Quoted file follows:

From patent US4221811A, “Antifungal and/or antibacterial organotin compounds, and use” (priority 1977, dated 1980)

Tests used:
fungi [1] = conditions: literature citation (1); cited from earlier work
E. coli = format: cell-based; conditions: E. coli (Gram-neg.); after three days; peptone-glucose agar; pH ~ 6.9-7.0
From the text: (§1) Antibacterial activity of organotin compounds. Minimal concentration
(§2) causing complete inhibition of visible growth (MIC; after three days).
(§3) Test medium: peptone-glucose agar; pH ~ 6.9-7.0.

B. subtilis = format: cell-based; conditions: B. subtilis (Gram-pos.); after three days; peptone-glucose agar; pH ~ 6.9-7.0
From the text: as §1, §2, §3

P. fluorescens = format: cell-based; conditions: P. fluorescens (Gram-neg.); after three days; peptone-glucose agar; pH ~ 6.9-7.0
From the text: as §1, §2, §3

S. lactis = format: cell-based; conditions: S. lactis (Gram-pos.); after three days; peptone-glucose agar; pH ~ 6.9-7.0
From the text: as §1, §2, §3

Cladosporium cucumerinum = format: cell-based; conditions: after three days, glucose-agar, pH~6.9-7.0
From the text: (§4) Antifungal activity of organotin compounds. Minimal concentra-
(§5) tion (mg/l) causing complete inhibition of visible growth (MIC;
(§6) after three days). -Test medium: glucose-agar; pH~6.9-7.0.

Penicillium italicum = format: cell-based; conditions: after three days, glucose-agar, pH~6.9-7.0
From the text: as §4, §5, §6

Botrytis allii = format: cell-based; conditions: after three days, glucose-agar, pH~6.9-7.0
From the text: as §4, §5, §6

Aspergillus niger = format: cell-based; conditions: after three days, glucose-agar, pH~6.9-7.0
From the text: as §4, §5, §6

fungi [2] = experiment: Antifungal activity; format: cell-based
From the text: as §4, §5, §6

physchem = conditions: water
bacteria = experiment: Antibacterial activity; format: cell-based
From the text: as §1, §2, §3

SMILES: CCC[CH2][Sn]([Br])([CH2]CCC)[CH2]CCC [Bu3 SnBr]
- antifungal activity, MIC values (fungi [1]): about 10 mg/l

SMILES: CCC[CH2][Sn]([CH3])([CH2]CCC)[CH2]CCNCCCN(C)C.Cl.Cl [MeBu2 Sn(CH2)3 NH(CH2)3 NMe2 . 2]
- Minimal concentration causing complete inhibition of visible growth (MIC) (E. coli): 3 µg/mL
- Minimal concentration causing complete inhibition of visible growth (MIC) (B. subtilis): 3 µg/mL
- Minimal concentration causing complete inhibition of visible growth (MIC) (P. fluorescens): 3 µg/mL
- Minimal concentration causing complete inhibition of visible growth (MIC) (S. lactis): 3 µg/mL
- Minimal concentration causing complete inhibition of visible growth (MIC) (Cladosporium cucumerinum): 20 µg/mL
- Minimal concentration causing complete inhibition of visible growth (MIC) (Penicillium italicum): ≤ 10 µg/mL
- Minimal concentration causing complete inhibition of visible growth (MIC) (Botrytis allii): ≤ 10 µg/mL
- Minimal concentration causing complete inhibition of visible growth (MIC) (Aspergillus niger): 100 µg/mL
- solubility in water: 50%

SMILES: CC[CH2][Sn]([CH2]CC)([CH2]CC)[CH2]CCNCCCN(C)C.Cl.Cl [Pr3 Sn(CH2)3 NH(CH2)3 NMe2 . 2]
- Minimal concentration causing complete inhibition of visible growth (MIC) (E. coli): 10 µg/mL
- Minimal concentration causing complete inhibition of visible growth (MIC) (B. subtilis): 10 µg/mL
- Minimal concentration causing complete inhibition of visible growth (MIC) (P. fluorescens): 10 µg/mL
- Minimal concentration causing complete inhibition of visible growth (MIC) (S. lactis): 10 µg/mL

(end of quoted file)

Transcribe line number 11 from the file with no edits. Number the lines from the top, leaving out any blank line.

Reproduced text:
From the text: as §1, §2, §3